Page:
7 F.3d 1346

7 F.3d 1346

42 Soc.Sec.Rep.Ser. 460, Unempl.Ins.Rep. (CCH) P 17517A
Melba BURKS-MARSHALL,* Appellant,
Donna E. SHALALA, Secretary of the Department of Health and
Human Services, Appellee.

No. 93-1289.

United States Court of Appeals,
Eighth Circuit.

Submitted Sept. 16, 1993.
Decided Oct. 8, 1993.

James W. Stanley, North Little Rock, AR, for appellant.

Martin W. Long, Dallas, TX, argued, for appellee.

Before RICHARD S. ARNOLD, Chief Judge, FLOYD R. GIBSON, Senior Circuit Judge, and BEAM, Circuit Judge.



This is an appeal of an order issued by the District Court1 in a social-security disability case. The principal question presented has to do with the sufficiency and fairness of the notice that the Social Security Administration at one time used to inform losing claimants of their right to further review. We hold that the claimant in this case has not shown that she relied on the notice or was misled by it. She therefore has no standing to contest the legal sufficiency of the notice, and we affirm.



The claimant, Melba Burks-Marshall, initially filed applications for a period of disability and disability insurance benefits on June 15, 1981, and August 30, 1982.2 These applications, which alleged an onset of disability in 1981, were denied by the State agency, and the claimant did not seek further review. On October 20, 1988, the claimant filed a third application, this time alleging an onset date of June 1, 1986. The State agency and the Social Security Administration denied the 1988 application initially and on reconsideration.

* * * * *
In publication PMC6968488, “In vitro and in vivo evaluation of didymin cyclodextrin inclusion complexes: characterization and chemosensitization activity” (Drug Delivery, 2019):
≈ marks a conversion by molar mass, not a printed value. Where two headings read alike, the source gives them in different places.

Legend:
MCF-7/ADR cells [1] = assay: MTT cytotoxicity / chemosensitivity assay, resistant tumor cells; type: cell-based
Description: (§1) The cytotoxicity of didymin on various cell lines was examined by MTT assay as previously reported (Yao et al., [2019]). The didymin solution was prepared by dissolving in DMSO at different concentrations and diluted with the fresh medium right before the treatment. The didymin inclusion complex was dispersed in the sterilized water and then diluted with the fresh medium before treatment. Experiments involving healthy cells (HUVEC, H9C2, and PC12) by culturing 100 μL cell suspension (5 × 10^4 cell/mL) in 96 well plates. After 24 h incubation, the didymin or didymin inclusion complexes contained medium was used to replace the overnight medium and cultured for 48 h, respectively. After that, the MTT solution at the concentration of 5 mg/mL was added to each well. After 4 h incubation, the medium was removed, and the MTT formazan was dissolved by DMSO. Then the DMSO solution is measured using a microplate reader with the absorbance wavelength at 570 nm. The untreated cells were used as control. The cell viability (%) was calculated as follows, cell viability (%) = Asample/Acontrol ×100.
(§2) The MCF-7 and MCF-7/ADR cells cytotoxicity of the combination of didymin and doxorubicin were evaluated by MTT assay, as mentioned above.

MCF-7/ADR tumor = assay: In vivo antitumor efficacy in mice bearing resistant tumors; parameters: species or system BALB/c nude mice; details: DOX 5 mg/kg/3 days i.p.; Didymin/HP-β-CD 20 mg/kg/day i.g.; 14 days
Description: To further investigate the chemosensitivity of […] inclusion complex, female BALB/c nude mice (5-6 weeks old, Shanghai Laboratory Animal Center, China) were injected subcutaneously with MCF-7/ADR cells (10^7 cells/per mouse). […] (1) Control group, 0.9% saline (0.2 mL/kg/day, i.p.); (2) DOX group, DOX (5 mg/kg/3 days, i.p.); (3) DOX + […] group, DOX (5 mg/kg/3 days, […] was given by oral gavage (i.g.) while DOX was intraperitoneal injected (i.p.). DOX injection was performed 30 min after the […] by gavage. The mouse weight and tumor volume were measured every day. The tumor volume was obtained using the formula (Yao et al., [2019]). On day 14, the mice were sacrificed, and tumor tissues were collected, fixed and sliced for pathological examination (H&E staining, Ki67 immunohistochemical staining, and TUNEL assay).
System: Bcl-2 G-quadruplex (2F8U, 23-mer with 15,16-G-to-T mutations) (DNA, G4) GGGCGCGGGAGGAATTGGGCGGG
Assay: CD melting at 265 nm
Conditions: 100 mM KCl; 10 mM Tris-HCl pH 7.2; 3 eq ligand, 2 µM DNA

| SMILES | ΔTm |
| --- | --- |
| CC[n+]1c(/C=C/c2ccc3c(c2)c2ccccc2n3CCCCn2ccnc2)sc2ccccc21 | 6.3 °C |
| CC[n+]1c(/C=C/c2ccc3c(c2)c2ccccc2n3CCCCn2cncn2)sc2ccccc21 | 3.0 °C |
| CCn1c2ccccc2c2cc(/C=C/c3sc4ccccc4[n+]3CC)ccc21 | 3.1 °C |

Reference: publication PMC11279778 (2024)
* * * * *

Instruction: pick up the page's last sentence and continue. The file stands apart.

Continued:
At claimant’s request, a hearing de novo was held on September 21, 1989, before an Administrative Law Judge (ALJ). During the course of the hearing, claimant’s counsel asked that the onset date listed in the third application be amended, substituting the filing date of the first application, June 15, 1981, for the 1986 date, and that jobs held during 1982, 1983, and 1984 be treated as unsuccessful work attempts. Tr. 50, 69. The ALJ agreed to consider this request but made no ruling at the time.3 Ibid.


On April 11, 1990, the ALJ issued a decision, finding that claimant was not disabled within the meaning of the Social Security Act, and thus was not entitled to a period of disability or disability insurance benefits.4 When the Appeals Council denied claimant’s request for review, the ALJ’s decision became the final decision of the Secretary.


The claimant filed this action in the District Court seeking reversal of the Secretary’s decision. The District Court granted claimant’s summary-judgment motion and reversed the Secretary’s finding of no disability with respect to the 1988 claim.5 In addition, the Court remanded the case to the Secretary for consideration of whether the jobs held by the claimant after 1981 should be considered “unsuccessful work attempts” for purposes of the statute; if so, the jobs would not bar claims during that period. This directive implied that the claimant might recover additional benefits on her pre-June 1, 1986 claims.